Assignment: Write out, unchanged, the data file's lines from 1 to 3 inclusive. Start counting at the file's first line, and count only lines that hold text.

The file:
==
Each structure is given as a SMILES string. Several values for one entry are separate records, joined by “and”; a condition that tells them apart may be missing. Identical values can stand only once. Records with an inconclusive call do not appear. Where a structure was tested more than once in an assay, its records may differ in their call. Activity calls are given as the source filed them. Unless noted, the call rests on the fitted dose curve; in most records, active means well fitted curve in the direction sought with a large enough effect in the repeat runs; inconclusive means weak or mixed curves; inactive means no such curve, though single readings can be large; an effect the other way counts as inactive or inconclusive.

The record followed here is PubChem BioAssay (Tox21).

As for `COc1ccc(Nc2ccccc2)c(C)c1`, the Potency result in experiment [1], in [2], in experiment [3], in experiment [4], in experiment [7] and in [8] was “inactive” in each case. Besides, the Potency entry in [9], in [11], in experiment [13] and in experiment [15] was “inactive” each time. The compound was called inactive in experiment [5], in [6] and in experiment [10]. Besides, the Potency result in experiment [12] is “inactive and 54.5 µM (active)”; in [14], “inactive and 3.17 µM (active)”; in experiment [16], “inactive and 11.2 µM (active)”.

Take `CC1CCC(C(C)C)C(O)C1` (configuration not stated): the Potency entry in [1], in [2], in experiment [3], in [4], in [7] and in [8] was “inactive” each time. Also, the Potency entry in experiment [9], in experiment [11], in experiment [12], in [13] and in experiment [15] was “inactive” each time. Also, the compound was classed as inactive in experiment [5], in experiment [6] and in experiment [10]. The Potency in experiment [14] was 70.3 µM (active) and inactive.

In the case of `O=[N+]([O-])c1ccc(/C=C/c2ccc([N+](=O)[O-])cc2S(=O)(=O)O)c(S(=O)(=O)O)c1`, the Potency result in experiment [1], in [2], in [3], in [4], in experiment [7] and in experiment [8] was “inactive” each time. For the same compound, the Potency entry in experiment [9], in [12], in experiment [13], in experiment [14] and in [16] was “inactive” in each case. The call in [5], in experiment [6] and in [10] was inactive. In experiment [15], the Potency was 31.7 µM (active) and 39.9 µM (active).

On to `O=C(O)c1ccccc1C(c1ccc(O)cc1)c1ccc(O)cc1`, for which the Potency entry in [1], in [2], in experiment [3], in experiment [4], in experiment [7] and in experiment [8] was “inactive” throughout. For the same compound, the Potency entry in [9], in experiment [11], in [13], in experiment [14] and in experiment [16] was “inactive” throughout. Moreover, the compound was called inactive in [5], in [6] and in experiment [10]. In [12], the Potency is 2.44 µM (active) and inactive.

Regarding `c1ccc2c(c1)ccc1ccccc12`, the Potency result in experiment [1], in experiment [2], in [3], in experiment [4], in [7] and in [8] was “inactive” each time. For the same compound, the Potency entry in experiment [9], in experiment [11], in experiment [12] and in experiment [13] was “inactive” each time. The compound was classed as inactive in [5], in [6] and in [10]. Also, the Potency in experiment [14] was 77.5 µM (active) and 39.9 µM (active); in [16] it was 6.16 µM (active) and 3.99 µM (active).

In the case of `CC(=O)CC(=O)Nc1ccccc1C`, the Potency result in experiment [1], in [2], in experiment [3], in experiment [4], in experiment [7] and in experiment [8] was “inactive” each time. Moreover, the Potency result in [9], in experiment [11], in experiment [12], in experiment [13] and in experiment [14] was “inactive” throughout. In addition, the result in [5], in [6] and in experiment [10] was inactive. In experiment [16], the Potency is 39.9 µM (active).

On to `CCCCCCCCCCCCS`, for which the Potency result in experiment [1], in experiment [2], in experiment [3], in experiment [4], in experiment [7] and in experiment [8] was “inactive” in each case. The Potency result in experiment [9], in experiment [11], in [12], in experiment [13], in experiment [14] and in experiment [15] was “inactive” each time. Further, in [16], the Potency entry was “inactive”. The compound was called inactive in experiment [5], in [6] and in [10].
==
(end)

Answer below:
Each structure is given as a SMILES string. Several values for one entry are separate records, joined by “and”; a condition that tells them apart may be missing. Identical values can stand only once. Records with an inconclusive call do not appear. Where a structure was tested more than once in an assay, its records may differ in their call. Activity calls are given as the source filed them. Unless noted, the call rests on the fitted dose curve; in most records, active means well fitted curve in the direction sought with a large enough effect in the repeat runs; inconclusive means weak or mixed curves; inactive means no such curve, though single readings can be large; an effect the other way counts as inactive or inconclusive.

The record followed here is PubChem BioAssay (Tox21).

As for `COc1ccc(Nc2ccccc2)c(C)c1`, the Potency result in experiment [1], in [2], in experiment [3], in experiment [4], in experiment [7] and in [8] was “inactive” in each case. Besides, the Potency entry in [9], in [11], in experiment [13] and in experiment [15] was “inactive” each time. The compound was called inactive in experiment [5], in [6] and in experiment [10]. Besides, the Potency result in experiment [12] is “inactive and 54.5 µM (active)”; in [14], “inactive and 3.17 µM (active)”; in experiment [16], “inactive and 11.2 µM (active)”.